Will any country stop using paper currency by end 2029?

Paper currency must no longer be accepted as local legal tender (excl foreign currency exchange, ofc), officially and in common practice.

The change can be to metal, hard plastic, digital, barter, or whatnot. Notably, plastic "paper" does not count: it cannot be a change to different soft foldable sheets, no matter the underlying material.

Resolves YES if a country newly makes such a change (after creation date: Sept 9, 2023), or NO after close.

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Does this resolve YES if a country stops using paper currency as legal tender, but then resumes using it before the end of 2029?

yep! It resolves when they stop

Even if a country decides to stop paper money, there will be a fairly long transition period where it is possible to exchange it in a bank

predicts YES

@Loop sure but that's not remotely the same as legal tender

A country getting rid of its local currency and replacing it with e.g. dollars doesn't resolve yes, but a country going natively cashless/digital does, even if in practice they also accept paper dollars, right?

predicts YES

@Ramble no, if paper dollars are still considered legal tender for everyday transactions in that country, that doesn't qualify. foreign currency exchange, blackmarket transactions, multi-currency banking, etc., are to be expected in any circumstance so they don't affect this. what is the official currency of the country, and what is the de facto currency in the country? (I'd ask the second in cases of some countries where they have an official currency but another currency, i.e. the US dollar, is still used more regularly than it in everyday transactions) if the country makes a change such that both do not have a paper-based form, this resolves YES.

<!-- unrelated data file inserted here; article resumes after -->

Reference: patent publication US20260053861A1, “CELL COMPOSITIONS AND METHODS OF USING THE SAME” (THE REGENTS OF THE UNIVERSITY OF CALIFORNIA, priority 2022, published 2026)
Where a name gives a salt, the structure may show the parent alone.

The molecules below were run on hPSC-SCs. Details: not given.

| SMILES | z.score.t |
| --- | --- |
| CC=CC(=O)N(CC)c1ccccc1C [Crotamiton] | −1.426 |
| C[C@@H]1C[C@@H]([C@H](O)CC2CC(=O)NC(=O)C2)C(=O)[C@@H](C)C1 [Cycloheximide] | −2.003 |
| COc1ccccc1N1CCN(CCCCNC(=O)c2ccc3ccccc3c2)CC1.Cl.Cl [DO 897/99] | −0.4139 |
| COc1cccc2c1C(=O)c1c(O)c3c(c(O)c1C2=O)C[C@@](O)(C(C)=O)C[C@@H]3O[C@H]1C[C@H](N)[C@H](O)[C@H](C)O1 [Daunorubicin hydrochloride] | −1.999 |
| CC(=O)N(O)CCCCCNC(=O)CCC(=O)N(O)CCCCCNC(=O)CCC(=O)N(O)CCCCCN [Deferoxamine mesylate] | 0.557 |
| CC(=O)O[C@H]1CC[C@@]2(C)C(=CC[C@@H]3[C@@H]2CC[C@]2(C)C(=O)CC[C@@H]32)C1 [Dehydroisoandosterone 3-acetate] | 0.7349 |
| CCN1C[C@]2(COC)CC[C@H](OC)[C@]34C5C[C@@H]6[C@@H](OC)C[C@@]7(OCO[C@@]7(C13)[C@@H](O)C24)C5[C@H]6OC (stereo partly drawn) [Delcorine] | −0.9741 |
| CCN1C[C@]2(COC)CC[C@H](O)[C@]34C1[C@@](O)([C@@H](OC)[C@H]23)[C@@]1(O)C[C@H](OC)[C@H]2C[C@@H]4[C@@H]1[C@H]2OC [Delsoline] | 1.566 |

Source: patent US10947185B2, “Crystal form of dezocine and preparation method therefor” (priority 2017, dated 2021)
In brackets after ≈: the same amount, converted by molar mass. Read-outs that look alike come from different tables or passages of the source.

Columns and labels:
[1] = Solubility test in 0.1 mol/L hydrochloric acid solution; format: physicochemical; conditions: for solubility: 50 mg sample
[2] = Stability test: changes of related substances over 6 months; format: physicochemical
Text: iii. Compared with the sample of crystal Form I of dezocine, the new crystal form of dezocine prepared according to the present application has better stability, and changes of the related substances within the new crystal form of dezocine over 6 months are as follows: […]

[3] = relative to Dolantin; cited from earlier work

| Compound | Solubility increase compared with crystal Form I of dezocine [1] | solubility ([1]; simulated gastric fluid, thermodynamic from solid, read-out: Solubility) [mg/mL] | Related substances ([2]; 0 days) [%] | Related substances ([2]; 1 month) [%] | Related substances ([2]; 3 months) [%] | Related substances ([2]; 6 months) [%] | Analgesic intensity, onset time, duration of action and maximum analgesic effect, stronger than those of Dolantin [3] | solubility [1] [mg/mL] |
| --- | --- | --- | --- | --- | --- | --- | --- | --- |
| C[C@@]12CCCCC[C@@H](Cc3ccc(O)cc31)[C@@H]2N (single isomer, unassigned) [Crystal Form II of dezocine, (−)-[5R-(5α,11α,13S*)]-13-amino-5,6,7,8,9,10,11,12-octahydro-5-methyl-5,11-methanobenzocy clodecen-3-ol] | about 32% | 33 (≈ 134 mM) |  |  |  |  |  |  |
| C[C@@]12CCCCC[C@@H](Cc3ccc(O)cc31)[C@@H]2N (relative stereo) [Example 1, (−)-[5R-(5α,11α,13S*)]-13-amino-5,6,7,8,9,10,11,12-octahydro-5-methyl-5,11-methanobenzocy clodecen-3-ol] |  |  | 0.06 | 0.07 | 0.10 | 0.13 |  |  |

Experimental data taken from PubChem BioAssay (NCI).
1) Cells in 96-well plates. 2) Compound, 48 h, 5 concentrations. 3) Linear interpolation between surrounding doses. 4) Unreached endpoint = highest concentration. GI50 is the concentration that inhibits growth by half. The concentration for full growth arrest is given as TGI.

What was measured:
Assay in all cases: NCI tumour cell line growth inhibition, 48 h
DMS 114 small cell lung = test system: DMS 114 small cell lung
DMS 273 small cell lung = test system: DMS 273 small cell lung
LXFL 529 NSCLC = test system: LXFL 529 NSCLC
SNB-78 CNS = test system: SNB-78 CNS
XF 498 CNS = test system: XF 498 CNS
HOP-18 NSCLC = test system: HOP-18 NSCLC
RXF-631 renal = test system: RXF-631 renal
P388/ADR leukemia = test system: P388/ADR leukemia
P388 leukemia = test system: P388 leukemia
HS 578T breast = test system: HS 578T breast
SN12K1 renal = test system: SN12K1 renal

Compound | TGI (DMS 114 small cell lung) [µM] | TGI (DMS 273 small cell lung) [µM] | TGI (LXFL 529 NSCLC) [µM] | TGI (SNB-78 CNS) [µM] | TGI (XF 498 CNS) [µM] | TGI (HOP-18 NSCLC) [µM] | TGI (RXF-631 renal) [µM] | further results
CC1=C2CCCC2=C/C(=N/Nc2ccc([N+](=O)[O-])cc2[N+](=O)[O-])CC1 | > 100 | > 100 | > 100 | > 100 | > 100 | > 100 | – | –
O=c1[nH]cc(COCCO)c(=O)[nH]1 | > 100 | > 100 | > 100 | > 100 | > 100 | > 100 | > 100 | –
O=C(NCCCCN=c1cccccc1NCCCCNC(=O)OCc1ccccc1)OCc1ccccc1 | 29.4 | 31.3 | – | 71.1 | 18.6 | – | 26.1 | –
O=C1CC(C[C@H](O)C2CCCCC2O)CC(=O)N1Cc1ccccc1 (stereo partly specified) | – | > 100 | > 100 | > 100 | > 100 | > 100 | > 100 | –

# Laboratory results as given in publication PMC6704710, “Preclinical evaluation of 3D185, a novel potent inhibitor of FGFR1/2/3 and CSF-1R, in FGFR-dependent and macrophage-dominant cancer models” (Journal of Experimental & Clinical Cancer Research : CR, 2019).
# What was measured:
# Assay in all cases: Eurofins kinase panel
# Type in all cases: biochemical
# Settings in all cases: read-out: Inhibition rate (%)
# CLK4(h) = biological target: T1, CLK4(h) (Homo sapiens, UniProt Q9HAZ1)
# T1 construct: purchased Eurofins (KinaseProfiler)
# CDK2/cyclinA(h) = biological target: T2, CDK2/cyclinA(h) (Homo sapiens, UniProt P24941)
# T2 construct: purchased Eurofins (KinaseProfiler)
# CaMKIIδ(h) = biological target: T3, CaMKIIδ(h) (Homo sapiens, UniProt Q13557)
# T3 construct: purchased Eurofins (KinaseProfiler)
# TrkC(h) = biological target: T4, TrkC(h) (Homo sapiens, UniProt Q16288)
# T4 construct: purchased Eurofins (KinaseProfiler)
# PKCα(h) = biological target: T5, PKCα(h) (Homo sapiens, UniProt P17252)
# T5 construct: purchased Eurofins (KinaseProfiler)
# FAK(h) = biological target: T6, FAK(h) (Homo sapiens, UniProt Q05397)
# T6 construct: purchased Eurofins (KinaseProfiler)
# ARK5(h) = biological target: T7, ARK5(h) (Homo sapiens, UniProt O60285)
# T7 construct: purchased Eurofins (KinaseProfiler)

(basically, it's a little more strict than what you suggest)

predicts YES

@Stralor thanks for the question. I've added to the description:

officially and in common practice.

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